Resolution of the group of issues referred to in the per curiam--the Franklin-Penry-Selvage issues--turns on the constitutionality of the Texas capital sentencing procedure, whether these issues can now be considered because they were not raised at trial, and whether trial counsel was ineffective in not doing so. Like Judge Higginbotham, we are uneasy in applying the law of the circuit rule in this capital case, but we are bound by prior precedent of this circuit and are, therefore, required to deny the application for a stay on these issues because, under this circuit's precedents, they are without arguable merit. The Supreme Court, however, has granted an application for a writ in Penry v. Lynaugh, 832 F.2d 915 (5th Cir.1987), cert. granted --- U.S. ----, 108 S.Ct. 2896, 101 L.Ed.2d 930 (1988); rendered an opinion in Franklin v. Lynaugh, --- U.S. ----, 108 S.Ct. 2320, 101 L.Ed.2d 155 (1988), in which the concurring opinion of Justices O'Connor and Blackmun is particularly relevant, 108 S.Ct. at 2332; and has granted a stay pending consideration of a writ application in Selvage v. Lynaugh, 842 F.2d 89 (5th Cir.1988), stay granted, --- U.S. ----, 108 S.Ct. 1283, 99 L.Ed.2d 494 (1988). The cumulative effect of these actions seems to us to undermine the continuing validity of the Fifth Circuit precedents and demonstrates that reasonable jurists might find both that the Supreme Court decisions in those cases would be dispositive of the issues in this capital case and that a stay should be granted pending the outcome of those events. We, therefore, urge the Supreme Court to grant a stay pending its determination of Penry and the writ application in Selvage.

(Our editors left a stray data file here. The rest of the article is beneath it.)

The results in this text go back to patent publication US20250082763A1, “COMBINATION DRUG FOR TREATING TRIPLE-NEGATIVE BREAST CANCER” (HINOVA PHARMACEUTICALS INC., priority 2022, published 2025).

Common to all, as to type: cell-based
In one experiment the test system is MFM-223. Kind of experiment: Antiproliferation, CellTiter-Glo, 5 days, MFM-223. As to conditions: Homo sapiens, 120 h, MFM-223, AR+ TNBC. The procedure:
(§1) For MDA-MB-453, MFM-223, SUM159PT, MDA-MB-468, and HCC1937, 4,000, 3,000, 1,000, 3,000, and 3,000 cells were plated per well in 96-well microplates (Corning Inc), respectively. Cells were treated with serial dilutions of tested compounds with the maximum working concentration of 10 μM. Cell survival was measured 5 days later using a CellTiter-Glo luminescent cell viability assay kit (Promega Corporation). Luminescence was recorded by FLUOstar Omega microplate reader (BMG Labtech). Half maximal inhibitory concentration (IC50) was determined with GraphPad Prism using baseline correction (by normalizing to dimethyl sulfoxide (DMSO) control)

17

PATRICK E. HIGGINBOTHAM, Circuit Judge, concurring:

18